Power Struggles 101

Trapped?

Have you ever felt so trapped in the power struggle, that you know it is no longer worth the fight, but you cannot let go? Power struggles are a common issue that I see between parents and children. The issue may be minor (which clothes to wear, finishing dinner before having dessert, and going to the bathroom before leaving home), but the underlying issue is that the child wants to have control in their decisions, and the parent or caregiver is unable to allow it. They can also occur between an authority figure and the individual who is subordinate to them, including teachers and other school authorities, and other family members. Any power struggle can feel incredibly stressful for everyone involved.

Why do we engage in them?

From the kid’s point of view, she might have her mind set on doing an activity a certain way, he might just not like brushing his teeth, or they want to watch one more show before bed. Some kids can be very strong-willed, too, and they will fight with you about whatever they can. This can be a wonderful part of their personality – if it is channeled correctly. They have a passion, and a will to advocate for themselves (and sometimes, others, too). For the parents or caregivers, they might want to set a precedent, or define a boundary. Both parent/caregiver and child are intensely connected to their perspectives, and cannot let go.

No one wins in a power struggle

A power struggle is a type of conflict, which can be sorted out. However, in continuing to engage in the tug-of-war, no one wins. When you think about the conflict, and one of you has “won,” or it is a stalemate, the relationship still suffers.

How to avoid them

Kids need choices. They need to feel a sense of agency in their own lives, even though many of their decisions are guided by the parents. Children do not have a whole lot of say when it comes to their routines and daily activities. They do not have a choice to brush their teeth, take a bath, go to bed, or go to school. If parents can find as many opportunities as they can to provide their kids with a sense of agency, they fighting it will not be as necessary for them. Also, when they have practice making choices for small things, that are age-appropriate, they will be more confident to make bigger decisions later on, like using substances or having sex.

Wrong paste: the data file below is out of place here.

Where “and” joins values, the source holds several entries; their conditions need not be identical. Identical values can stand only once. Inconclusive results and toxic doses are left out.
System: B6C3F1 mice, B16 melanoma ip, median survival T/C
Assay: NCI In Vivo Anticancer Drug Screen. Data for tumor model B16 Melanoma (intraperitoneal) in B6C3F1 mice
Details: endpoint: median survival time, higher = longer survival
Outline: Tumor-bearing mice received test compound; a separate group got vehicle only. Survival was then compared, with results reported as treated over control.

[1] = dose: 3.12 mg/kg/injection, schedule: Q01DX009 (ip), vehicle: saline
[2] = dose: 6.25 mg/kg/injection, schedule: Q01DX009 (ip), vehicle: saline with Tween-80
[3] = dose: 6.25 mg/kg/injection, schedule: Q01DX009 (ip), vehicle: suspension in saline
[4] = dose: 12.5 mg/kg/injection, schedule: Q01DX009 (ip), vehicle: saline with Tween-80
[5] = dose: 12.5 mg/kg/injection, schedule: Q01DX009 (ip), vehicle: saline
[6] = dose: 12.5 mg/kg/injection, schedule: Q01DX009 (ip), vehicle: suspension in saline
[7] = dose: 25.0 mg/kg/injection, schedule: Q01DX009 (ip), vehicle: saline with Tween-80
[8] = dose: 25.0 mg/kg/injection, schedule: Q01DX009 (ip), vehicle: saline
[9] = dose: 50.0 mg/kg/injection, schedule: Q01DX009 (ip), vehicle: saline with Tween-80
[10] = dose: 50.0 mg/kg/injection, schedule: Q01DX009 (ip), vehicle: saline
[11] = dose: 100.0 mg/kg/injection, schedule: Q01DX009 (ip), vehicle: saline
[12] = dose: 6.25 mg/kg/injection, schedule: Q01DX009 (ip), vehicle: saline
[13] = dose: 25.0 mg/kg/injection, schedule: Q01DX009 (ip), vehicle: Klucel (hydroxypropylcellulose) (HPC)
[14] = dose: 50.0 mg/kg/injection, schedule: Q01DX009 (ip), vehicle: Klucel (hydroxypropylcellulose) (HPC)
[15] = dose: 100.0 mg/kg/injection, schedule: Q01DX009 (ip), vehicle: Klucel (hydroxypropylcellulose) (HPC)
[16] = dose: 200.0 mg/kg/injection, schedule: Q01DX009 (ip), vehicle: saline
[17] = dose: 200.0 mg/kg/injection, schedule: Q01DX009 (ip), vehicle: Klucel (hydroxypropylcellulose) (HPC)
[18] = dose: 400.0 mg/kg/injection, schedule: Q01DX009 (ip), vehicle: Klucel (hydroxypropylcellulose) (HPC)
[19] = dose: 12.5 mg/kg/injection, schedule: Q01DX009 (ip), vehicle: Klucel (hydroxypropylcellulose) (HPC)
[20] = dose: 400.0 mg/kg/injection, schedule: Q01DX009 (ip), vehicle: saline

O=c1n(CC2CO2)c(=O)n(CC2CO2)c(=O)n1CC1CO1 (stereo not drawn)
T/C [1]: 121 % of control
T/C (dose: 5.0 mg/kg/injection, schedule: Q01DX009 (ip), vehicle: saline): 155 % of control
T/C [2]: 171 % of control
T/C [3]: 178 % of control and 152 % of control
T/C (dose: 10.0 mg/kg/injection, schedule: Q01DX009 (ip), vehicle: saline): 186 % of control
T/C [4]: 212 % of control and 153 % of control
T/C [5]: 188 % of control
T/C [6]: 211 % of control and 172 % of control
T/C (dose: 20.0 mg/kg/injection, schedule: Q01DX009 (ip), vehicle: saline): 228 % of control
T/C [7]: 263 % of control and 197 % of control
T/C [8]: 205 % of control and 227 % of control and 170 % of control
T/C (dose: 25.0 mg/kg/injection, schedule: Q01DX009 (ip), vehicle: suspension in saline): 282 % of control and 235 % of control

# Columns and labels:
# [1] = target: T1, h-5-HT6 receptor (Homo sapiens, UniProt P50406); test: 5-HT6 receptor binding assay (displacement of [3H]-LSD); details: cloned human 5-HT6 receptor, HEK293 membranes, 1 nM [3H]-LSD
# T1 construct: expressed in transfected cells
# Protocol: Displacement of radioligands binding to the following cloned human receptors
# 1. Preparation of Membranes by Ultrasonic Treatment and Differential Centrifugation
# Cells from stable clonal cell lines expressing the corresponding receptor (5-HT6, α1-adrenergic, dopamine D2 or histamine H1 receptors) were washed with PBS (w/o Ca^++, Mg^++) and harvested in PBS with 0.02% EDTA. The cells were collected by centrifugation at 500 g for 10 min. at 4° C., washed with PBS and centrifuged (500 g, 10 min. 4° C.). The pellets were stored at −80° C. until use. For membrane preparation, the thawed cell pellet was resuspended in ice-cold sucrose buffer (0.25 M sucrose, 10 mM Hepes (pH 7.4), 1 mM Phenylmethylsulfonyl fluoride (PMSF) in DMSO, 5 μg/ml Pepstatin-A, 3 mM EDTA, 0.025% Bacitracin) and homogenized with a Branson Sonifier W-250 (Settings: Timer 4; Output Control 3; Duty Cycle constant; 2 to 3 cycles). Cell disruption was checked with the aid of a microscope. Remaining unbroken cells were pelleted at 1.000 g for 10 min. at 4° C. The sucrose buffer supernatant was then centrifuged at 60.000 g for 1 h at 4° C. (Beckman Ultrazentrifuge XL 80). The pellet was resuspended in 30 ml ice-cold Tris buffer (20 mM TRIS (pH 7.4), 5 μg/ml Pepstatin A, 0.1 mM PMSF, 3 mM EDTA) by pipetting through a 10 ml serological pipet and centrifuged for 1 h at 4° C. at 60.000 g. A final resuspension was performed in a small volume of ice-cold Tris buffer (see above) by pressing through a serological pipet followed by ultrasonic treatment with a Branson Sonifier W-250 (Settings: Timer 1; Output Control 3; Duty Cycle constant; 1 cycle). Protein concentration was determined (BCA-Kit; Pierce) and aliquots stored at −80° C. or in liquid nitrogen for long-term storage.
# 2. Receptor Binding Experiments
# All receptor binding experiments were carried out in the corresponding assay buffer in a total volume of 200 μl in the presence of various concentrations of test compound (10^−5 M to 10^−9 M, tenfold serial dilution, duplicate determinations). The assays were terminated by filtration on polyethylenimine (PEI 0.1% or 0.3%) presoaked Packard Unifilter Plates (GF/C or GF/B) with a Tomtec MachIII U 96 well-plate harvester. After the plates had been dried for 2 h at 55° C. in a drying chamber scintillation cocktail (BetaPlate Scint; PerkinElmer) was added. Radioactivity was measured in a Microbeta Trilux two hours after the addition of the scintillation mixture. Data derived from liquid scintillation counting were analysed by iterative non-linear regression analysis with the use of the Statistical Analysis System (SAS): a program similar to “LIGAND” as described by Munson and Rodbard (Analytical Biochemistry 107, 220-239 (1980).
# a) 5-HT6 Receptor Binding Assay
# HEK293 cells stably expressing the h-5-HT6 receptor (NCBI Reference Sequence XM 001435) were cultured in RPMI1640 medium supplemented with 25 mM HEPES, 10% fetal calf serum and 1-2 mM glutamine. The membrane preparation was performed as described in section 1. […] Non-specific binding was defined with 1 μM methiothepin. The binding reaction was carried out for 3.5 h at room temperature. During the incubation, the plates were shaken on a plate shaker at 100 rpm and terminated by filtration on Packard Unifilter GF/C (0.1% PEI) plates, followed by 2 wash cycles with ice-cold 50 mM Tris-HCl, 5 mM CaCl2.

How to disengage when you find yourself in the middle of a power struggle

First and foremost, tune into yourself. Take some deep breaths, and try to recognize what is happening. Power struggles can often be heated and full of emotion. Negotiating and/or finding a solution can only happen when you are both calm. When you are both ready, think about the situation as one to problem-solve, rather than a fight that you need to win.

Parents and caregivers often want to know what to say or do in the moment. To be honest, there are no exact right things to say in every situation, for every kid. It can help to point out what is happening, and that you both need a moment to cool off. Or to ask the kid what they need from you. The tricky part about this is that it can be so difficult to do when you are fully engaged in the struggle. Getting through this takes practice, and using your own coping and calming strategies in those moments will really come in handy.

Problem-solving with kids 101

  1. Identify the problem – what are your kid’s needs? What are your needs? When does this problem tend to happen?
  2. Think of ideas together to resolve the problem (there are no bad ideas).
  3. Choose the one that works for both of you. If you and your kid are having trouble finding one that works for both of you, try taking a break from the conversation, and come back to it after a while. You might come up with some other ideas to add.
  4. Once you have put the best idea into practice, evaluate after a couple of days/weeks/months (depending on the situation, and the results you would like to see).